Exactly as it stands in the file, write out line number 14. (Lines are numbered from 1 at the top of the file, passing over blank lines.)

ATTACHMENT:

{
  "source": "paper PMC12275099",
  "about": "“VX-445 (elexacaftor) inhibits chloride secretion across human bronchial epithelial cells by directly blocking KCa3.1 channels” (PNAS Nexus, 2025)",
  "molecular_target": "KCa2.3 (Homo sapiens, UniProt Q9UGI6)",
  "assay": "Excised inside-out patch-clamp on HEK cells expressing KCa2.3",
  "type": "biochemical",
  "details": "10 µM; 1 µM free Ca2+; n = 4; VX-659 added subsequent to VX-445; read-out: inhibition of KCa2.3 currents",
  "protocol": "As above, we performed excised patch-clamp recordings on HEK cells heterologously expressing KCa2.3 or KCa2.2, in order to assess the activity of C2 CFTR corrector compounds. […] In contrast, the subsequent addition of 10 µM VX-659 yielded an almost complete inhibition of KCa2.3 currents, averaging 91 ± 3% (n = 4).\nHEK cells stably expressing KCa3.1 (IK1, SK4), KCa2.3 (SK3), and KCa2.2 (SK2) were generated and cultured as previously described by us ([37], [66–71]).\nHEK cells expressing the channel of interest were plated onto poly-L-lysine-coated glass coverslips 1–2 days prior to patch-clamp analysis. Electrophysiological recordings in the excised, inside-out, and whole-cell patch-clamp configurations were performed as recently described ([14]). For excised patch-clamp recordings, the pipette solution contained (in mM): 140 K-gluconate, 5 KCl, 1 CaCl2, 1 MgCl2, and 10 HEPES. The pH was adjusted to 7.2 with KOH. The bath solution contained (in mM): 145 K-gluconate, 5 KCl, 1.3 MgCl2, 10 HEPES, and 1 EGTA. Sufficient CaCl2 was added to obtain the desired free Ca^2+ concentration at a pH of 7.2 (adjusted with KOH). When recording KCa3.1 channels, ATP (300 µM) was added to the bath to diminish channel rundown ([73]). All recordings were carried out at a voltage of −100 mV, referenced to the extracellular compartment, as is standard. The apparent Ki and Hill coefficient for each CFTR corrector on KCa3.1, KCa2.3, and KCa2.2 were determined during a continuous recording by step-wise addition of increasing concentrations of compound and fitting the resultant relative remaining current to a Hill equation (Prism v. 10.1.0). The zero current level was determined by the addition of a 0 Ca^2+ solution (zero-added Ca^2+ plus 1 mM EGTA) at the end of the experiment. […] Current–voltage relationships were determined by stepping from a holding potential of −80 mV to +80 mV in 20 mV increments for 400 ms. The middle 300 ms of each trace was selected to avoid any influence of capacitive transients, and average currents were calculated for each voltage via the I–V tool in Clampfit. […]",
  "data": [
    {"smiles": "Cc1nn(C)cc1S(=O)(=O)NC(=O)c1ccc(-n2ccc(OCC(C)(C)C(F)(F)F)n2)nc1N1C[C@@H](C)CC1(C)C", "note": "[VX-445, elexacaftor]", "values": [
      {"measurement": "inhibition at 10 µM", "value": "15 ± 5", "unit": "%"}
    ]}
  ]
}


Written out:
}